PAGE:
With help from depressed used Model-T prices, dirt track racing, which had become dormant during the First World War, experienced a revival in 1919, and by 1920 thousands of amateur racers were competing in short track races across the country. Indianapolis was at the center of this renewed activity and a number of small manufacturers were poised to take advantage.
The best-known of them was the Chevrolet Brothers Manufacturing Company, manufacturers of Frontenac race equipment. Located at 410 W. Tenth St, Indianapolis, the small firm introduced an OHV head for the Model T that became popular with the Model T racers. The Chevrolet Brothers, Louis, Gaston and Arthur, soon developed a whole line of speed equipment for the Model T, and included in their mail-order catalogs were one-man speedster bodies built by Morton & Brett.
The Chevrolet Brothers had used Morton & Brett-built bodies on their early Frontenac and Monroe Indy racers and close examination of Louis and Arthur’s 1916 Indianapolis entries reveals that their Speedster bodies were identical to those built and patented by Morton & Brett at the end of the war.
There was no 1917 or 1918 race, but the 1919 Frontenacs and 1920 Monroes of Louis and Gaston Chevrolet wore the same bodies, albeit with different radiator shrouds, with Gaston winning the event in 1920. The Indy winning 1921 Frontenac piloted by Tommy Milton also wore a Brett & Morton-style body.
Elvin D. Morton is credited with the design of those early speedster bodies and applied for a U.S. patent on September 20, 1919, for his “Speedway Body for Motor Vehicles of the Ford Type” which was awarded design patent # D54668 on March 9, 1920.
By 1919 Morton & Brett’s Speedway bodies were being marketed through their own catalogs and advertisements. A number of other Indiana-based Model T speed equipment retailers – Chevrolet Brothers (Frontenac), Craig-Hunt, Faultless, Laurel, and Green Engineering – marketed their own Speedway bodies many of which were identical to those first introduced by Morton & Brett in the late teens.
Although I can’t state conclusively that Morton& Brett built any of them, many Model T Speedster owners and historians believe that Morton & Brett built most of them. One exception were the bodies produced by the Mercury Body Co. of Louisville, Kentucky, whose speedsters bore little to no resemblance to those produced by any of the Indiana manufacturers.
Robert M. Roof, the designer and manufacturer of the world-renowned Roof Racing heads for early 4- and 8-cylinder Fords, was born on September 13, 1882 in New Castle, Indiana, to James and Rosa Belle (nee Lewis) Roof. After a public education he became a machinist’s apprentice at the age of 17.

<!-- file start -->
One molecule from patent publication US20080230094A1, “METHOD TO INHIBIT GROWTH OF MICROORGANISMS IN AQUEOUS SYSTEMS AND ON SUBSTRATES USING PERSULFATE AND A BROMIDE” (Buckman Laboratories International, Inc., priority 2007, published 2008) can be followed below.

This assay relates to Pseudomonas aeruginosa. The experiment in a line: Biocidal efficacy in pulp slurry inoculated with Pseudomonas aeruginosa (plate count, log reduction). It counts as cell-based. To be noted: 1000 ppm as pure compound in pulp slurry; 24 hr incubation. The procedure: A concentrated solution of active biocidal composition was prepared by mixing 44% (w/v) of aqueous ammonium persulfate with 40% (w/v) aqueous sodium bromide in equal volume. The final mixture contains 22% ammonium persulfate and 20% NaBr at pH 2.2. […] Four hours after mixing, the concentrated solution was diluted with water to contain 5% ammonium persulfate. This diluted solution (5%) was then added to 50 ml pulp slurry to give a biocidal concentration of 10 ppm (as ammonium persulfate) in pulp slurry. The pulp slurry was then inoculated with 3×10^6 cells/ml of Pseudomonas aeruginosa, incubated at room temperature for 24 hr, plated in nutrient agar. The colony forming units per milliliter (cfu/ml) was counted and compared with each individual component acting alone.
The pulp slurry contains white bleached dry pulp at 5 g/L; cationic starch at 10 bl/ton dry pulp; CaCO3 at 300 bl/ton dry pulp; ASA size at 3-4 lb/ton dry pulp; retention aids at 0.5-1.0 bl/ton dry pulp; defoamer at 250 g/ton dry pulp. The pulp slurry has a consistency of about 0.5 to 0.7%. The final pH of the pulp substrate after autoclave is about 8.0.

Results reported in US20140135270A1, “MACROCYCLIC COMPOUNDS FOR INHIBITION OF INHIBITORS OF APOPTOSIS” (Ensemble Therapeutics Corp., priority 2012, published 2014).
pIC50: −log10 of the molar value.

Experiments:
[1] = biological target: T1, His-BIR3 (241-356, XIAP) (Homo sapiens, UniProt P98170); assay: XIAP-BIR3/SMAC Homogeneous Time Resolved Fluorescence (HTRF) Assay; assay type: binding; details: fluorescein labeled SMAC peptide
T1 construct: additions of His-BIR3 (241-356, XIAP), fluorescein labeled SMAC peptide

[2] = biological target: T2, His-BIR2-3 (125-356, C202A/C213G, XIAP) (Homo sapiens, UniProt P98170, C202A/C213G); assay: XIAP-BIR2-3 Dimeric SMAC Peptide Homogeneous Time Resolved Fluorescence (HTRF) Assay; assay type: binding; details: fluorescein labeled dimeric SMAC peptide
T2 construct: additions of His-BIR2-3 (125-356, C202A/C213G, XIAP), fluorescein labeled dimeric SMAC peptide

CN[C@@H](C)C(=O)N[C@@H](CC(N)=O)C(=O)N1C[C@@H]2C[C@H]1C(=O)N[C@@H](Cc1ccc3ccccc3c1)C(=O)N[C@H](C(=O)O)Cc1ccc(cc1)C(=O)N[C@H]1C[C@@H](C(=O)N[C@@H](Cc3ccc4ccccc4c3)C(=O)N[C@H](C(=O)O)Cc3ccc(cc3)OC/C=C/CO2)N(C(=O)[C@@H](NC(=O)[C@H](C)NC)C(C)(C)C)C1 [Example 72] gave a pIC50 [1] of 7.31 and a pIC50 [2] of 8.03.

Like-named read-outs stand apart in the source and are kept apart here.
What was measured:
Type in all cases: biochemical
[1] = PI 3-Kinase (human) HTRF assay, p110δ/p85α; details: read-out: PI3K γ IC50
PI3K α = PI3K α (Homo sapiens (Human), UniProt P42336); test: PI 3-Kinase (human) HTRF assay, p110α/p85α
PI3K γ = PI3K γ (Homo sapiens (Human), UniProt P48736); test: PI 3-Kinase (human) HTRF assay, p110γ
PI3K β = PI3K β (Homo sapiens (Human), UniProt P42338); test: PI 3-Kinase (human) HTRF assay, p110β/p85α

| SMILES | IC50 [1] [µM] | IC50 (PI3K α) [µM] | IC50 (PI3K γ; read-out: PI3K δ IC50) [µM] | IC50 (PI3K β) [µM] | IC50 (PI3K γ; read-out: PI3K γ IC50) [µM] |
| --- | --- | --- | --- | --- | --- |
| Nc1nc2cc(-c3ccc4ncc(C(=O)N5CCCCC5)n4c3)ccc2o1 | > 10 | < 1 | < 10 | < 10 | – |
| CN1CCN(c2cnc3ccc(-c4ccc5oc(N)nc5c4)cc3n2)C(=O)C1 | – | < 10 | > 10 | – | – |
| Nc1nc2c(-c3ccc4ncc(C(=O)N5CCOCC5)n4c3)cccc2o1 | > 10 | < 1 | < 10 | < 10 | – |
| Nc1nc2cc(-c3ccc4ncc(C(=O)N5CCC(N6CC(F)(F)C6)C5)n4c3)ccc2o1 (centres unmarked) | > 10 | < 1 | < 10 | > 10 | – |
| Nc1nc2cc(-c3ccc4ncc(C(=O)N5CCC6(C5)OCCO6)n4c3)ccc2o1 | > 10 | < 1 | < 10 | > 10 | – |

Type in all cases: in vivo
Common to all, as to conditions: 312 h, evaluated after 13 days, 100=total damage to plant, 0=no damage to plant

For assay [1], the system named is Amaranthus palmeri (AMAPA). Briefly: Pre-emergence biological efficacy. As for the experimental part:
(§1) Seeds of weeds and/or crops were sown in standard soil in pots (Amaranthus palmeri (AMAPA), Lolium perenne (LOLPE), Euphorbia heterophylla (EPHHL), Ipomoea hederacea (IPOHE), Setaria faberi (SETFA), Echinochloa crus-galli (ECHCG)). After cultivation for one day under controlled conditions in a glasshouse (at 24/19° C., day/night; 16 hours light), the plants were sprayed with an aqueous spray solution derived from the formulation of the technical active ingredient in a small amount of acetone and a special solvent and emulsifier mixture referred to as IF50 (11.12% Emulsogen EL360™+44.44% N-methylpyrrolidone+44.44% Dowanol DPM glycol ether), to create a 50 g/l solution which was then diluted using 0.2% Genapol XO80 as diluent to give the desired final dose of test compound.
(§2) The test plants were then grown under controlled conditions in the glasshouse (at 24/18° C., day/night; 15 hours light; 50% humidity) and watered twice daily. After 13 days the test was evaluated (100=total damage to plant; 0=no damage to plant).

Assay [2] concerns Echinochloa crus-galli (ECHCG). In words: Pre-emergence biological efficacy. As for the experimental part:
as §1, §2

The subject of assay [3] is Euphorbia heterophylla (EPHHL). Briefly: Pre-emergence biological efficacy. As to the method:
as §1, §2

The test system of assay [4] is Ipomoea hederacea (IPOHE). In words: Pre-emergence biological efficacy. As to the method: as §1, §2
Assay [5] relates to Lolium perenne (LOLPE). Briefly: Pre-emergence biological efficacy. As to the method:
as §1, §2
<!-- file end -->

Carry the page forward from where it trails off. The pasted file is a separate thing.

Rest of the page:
Roof became infatuated with the internal combustion engine and during 1916 designed a 16-valve head for the 4-cylinder Ford Model T engine. His prototype 16-valve heads were successfully campaigned by local dirt track racers in and around his hometown of Anderson, Indiana and in 1917 he formed the Roof Auto Specialty Co. and began production of the 16-valve Roof Racing head in earnest.
The success of the Roof Racing head attracted the interest of the sales manager of a Richmond, Indiana automobile manufacturer named Charles E. Hayes. Hayes was born at Marlboro, Massachusetts, in 1872 to Patrick and Anastasia (Delaney) Hayes, two Irish immigrants. After a public education, he entered the world of business as a laborer in a local shoe factory at the age of 16, after which he became connected with a local clothier, where he was eventually made a partner, and eventually sole owner.
After six years in the garment business, Hayes sold the business and founded a small brokerage house in downtown Boston, Massachusetts which he profitably operated for the next nine years. Automobile sales became his next endeavor, and Hayes became the national sales manager of the Pilot Motor Car Co., which was headquartered in Richmond, Indiana.
The Pilot was a good reasonably-priced assembled car that was built in sufficient numbers for the Pilot Motor Car Company to remain in business from 1909 into 1924. While working for Pilot, Hayes got caught up in the cycle car craze and became associated with a group of like-minded Richmond businessmen who established the Eastern Indiana Motor Car Co. in 1915 in order to produce the E.I.M. cycle car.
The $450 E.I.M. was powered by an 18-h.p. 4-cylinder engine that rode on a novel 104” underslung chassis that prompted Light Car Age magazine to comment: “The lowest part of the chassis is, therefore, the plain side frame members, and as these are parallel to and in the very immediate proximity of the wheels there is no possibility for ‘bedding’ the car as is the case with most underslung designs.”
Introduced at the very end of the American cycle car era, Charles E. Hayes and company made the prudent decision to abandon the E.I.M. after only 3 prototypes were built and introduce a proper motor car, which would be marketed as the Laurel.